House on Haunted Hill (1999) – The Test of Time

Does the 1999 remake of House on Haunted Hill stand the test of time 25 years later? Let’s dig into it and find out

Last Updated on May 31, 2024

From one 1999 horror remake to another. After rewatching The Haunting with eyes that were both more critical and 25 years older, it got me thinking about the other remake that came out that year. One that was a remake of a far sillier movie and that was the first effort from a new studio, namely Dark Castle Entertainment. The original was from a far less dark castle in that of schlock and gimmick purveyor William Castle and it starred Vincent Price as a man offering strangers money to stay in an allegedly haunted house for a night. While The Haunting failed on multiple levels to improve with age, how does House on Haunted Hill (watch it HERE) look after a quarter of a century? Does its cheesy yet graphic tone feel at home in the time of A24 and elevated horror or should it forfeit its 1 million dollar check and leave the cursed grounds forever. Close the shutters and let’s see if this movie stands the Test of Time.


In 1998, Robert Zemeckis, Joel Silver, and Gilbert Adler formed Dark Castle Entertainment with it being a subdivision of Silver Pictures with an eye for horror. While its first 3 movies are seen as a fun, unrelated trilogy in House on Haunted Hill, other remake 13 Ghosts, and Ghost Ship, House on Haunted Hill was decided as first with it being kicked around as early as 1997. In a neat touch, William Castle’s daughter served as an executive producer on the movie since it was the first for the company and one of Castle’s biggest movies from his run. William Malone served as the director and claims to have written about 20% of the screenplay but didn’t get his name in the writing credits. Malone was a huge fan of the original and got his start in horror with 1980’s Scared to Death and 1985’s Creature. While these may not be stone cold classics, they are much more fun than they have any right to be. After that he would do episodes in both Freddy’s Nightmares and Tales from the Crypt. This movie and Fear Dot Com would get him a spot in the Masters of Horror lineup, but he has been very quiet since then.

The credited writer on the movie is Dick Beebe whose other screenplays include an episode of Tales from the Crypt and Blair Witch 2: Book of Shadows. The cast is a fun and strange one that includes Oscar winner and scene stealer Geoffrey Rush as Steven Price, a loving if not obvious nod to the original movie’s star, as well as Famke Janssen, Taye Diggs, Peter Gallagher, Ali Larter, Bridgette Wilson, Chris Kattan, and the great Jeffrey Combs. Rush, Diggs, Kattan, Gallagher, and Wilson don’t have much at all in the horror genre of note apart from Wilson’s minor role in I Know What You Did Last Summer. Ali Larter had a bunch of the Resident Evil movies and Final Destination while also appearing in an episode of the Creepshow series on Shudder. Combs is a damn legend, but Famke Janssen has much more horror in her resume than you’d expect. Lord of Illusions is an underrated Clive Barker flick, but she was also in The Faculty, Deep Rising, and Hide and Seek amongst others. The cast is held up wonderfully by Rush and Janssen’s hate chemistry as well as the horror presence, and I meant that spectrally, of Jeffrey Combs.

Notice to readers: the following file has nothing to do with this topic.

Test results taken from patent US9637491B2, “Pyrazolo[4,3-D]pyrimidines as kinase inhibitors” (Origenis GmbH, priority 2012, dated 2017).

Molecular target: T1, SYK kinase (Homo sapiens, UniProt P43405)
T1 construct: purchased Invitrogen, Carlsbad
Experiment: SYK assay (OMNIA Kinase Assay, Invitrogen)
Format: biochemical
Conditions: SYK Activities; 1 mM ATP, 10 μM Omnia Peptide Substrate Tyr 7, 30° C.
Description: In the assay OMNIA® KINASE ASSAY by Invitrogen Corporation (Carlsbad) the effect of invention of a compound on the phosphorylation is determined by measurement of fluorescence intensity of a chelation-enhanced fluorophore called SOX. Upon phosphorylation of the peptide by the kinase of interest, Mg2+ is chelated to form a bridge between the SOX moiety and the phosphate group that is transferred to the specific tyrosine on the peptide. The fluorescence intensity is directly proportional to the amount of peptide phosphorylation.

William Castle was the king of gimmicks for showing his movies in theaters and the original movie was no different with “Emergo” being the one to accompany it. This was a system of pulleys to have skeletons whoosh across the theater to scare and enthrall movie goers. In that spirit, the 1999 remake gave away scratch tickets to patrons in an attempt to have them win the same money that was being given away in the film. While critics didn’t care for the movie, it was a financial success for the studio with a 42 million gross on a 19-million-dollar budget. The movie would also get a straight to video sequel in 2007 that carried over Jeffrey Combs and gave him a much larger role this time.

House on Haunted Hill (1999) – The Test of Time

The story for the movie starts with a scene from 1931 as the patients in a psychiatric hospital get loose and kill all of the staff except for 5. It is found that horrible methods and experiments took place and that Dr. Vannicut was probably one of the 20th century’s biggest killers. Cut to the present and we now follow amusement park mogul Stephen Price setting up a birthday party for his wife. She sends a list of guests which he promptly shreds before making one of his own. This list too is changed from an unseen presence on his computer and strangers show up at the now abandoned hospital and are given some history by the owner Pritchard. Nobody knows why they were invited as they don’t know each other or the hosts but they are given the enticement of a million dollars each to spend the night… actually, to survive the night. Price has some things set up and one of his engineers is there to oversee but the house locks itself off and eerie occurrences begin to happen.

They go to investigate and after one of the guests disappears and they all start seeing things, we learn that one of the guests is having an affair with Price’s wife Evelyn and they plan to kill him. Price knew from the start and even after being framed and apparently killed, shows his last trick and plans to kill Evelyn. The other guests find out that they were invited because they are descendants of the survivors of the incident in 1931 and Price inadvertently lets out one hell of a poltergeist. The survivors flee and find an exit in the attic while the ghosts reclaim some of their vengeance.

Signs of the Time